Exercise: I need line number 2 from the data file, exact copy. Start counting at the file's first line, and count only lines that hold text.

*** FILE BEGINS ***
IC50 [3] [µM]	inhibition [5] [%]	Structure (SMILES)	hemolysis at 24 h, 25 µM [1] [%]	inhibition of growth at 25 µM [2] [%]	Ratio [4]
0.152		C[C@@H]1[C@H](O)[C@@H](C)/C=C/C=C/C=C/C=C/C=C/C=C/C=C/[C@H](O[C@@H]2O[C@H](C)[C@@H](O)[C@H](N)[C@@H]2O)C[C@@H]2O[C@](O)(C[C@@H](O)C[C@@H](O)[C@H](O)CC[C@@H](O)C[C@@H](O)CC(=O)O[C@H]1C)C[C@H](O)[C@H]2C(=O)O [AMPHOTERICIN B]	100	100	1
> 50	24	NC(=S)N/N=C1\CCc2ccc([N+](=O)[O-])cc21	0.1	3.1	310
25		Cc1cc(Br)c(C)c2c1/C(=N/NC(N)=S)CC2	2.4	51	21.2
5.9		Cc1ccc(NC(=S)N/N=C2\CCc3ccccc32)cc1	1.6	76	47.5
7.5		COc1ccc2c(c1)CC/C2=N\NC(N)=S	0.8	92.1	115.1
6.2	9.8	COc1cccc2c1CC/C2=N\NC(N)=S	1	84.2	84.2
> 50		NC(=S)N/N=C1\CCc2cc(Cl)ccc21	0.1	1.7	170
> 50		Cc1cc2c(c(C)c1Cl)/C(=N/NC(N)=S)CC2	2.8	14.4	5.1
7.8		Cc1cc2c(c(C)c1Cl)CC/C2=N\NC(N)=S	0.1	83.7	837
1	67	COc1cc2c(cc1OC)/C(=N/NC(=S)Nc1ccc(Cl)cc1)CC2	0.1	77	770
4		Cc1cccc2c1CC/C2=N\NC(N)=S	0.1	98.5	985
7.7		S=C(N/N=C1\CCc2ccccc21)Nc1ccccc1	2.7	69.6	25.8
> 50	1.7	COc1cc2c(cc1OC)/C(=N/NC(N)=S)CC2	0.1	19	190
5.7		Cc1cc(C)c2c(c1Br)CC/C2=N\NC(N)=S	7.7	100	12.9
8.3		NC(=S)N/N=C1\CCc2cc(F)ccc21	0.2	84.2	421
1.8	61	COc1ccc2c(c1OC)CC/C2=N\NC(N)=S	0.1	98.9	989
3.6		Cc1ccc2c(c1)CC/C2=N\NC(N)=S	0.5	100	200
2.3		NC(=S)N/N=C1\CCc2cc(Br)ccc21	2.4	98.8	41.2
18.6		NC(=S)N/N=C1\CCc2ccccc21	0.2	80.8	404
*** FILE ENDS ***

0.152		C[C@@H]1[C@H](O)[C@@H](C)/C=C/C=C/C=C/C=C/C=C/C=C/C=C/[C@H](O[C@@H]2O[C@H](C)[C@@H](O)[C@H](N)[C@@H]2O)C[C@@H]2O[C@](O)(C[C@@H](O)C[C@@H](O)[C@H](O)CC[C@@H](O)C[C@@H](O)CC(=O)O[C@H]1C)C[C@H](O)[C@H]2C(=O)O [AMPHOTERICIN B]	100	100	1